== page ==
I seem to ask this question of myself quite a lot, and I don’t always know the answer. (Which is probably why I am now a happiness coach, because people tend to become experts in what they struggle with.)  So over the last couple of years I have read many books and research coming from the relatively new area of Positive Psychology. This is the study of happy people, and what makes people happier.  One of the most interesting theories that I’ve come across is one from  Professor Sonja Lyubomirsky and her colleagues.  She discovered through her research that our happiness is made up of:

  • 50% genetics – we inherit a happiness ‘set point’ from our parents, which doesn’t change much throughout our lives.
  • 10% circumstances – whether we are rich or poor, what city or house we live in, how healthy we are, how beautiful or plain, married or divorced.
  • 40% intentional activity – our daily behaviour, how we think and act each day.

While this does sound a bit gloomy (that we can’t change 50% of our happiness level)  it is also great news because it means that we can potentially increase our happiness by up to 40% by copying the daily behaviour of happy people.

7 Happy Habits

So what habits do happy people have in their lives? Below I have listed seven of the happy habits that researchers have identified.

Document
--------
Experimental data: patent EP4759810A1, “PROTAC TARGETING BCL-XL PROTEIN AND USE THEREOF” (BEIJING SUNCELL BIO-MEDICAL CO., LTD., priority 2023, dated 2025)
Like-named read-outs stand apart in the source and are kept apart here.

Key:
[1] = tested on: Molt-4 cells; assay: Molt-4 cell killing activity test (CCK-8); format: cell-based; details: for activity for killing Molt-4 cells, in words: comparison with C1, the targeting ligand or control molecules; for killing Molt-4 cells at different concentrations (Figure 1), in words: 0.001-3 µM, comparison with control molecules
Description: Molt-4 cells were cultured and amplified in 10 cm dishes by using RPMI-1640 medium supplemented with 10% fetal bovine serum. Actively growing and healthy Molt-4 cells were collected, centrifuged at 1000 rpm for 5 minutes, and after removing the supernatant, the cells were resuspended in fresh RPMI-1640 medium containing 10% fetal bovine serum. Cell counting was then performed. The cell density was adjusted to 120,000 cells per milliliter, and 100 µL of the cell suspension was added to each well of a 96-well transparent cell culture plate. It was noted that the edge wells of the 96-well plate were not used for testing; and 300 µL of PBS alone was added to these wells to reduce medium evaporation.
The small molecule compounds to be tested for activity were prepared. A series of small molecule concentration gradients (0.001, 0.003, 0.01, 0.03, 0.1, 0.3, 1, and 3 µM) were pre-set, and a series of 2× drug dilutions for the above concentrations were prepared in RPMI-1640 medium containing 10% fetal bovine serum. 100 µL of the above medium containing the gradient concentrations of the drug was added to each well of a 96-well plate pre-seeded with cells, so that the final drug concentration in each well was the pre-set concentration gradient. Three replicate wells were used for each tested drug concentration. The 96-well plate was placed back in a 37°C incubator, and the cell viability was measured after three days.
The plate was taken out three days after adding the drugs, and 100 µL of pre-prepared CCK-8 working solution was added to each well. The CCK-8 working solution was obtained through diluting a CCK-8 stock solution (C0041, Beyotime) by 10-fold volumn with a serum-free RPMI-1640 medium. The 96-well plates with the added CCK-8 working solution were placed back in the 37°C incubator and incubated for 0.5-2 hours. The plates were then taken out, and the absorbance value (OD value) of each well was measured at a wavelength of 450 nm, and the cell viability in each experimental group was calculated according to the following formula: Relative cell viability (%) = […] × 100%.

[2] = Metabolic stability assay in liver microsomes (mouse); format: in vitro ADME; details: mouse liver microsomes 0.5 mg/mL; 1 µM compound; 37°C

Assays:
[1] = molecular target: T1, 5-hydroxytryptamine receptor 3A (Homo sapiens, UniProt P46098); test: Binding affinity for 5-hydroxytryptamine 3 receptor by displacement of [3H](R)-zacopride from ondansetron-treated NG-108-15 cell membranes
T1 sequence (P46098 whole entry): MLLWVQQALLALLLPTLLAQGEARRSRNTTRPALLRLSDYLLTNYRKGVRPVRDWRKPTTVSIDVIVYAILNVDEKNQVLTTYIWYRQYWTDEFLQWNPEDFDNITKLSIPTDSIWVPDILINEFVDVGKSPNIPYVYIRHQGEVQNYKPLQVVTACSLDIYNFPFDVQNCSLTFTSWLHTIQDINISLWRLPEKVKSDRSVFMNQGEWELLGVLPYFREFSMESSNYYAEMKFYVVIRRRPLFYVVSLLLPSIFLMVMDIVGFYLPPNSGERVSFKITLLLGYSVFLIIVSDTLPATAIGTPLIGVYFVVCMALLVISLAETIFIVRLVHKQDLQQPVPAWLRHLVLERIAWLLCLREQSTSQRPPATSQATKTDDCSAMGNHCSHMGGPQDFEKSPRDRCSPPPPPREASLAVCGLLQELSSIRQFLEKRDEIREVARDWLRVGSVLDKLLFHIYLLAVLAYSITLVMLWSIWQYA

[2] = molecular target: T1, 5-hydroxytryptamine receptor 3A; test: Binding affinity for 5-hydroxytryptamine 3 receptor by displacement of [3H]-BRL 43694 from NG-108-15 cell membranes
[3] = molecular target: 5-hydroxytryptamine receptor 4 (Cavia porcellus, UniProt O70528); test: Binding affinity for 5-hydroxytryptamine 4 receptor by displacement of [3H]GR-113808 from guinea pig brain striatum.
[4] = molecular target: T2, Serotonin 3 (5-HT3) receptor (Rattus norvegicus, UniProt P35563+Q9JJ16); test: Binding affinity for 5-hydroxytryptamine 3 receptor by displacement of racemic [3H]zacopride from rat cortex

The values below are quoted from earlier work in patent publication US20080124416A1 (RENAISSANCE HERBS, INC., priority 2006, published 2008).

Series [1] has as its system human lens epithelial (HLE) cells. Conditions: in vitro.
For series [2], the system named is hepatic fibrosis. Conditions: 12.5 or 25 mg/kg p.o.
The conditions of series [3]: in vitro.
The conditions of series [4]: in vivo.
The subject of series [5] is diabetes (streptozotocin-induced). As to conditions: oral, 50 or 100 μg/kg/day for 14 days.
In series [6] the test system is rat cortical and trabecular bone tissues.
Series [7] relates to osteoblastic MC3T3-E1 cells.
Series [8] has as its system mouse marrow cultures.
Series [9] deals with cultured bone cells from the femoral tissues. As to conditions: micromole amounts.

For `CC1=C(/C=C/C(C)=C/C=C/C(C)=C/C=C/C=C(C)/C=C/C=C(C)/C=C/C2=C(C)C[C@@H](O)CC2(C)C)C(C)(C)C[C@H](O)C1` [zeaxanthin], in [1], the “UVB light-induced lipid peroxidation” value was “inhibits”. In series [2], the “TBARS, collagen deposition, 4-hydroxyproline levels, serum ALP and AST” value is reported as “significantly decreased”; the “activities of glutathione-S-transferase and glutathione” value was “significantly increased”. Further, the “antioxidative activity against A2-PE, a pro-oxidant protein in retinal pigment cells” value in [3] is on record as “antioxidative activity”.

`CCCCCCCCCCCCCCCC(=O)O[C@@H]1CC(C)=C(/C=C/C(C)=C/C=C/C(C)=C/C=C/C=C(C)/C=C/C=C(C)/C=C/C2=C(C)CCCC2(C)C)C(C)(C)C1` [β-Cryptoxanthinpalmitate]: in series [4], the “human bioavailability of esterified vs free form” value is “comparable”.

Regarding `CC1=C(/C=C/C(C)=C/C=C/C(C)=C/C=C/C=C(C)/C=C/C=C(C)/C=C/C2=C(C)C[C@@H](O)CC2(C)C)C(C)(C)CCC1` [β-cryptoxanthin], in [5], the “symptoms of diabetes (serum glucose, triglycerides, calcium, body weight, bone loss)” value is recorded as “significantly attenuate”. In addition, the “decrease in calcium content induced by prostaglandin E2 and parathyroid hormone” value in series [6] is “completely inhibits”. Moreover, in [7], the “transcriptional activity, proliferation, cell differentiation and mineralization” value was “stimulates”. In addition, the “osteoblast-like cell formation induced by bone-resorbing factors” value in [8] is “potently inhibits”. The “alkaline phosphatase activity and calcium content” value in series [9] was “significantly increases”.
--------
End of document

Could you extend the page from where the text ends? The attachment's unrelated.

• They are social.  Happy people spend a lot of time with their families and friends, nurturing and enjoying those relationships.
  •  They practice gratitude on a daily or weekly basis.
  • They prioritise exercise on a daily or weekly basis.
  • They are mindful, live in the present and savour life’s pleasures.
  • They have an optimistic outlook on life, and think in an optimistic way when things go wrong.
  • They are kind and regularly offer help to people they know and meet.
  • They are committed to life long goals, for example, teaching strong values to their children, building cabinets or reducing crime.

Maybe you could pick one of these habits and think about ways of introducing some intentional activity into your life to give your happiness a boost.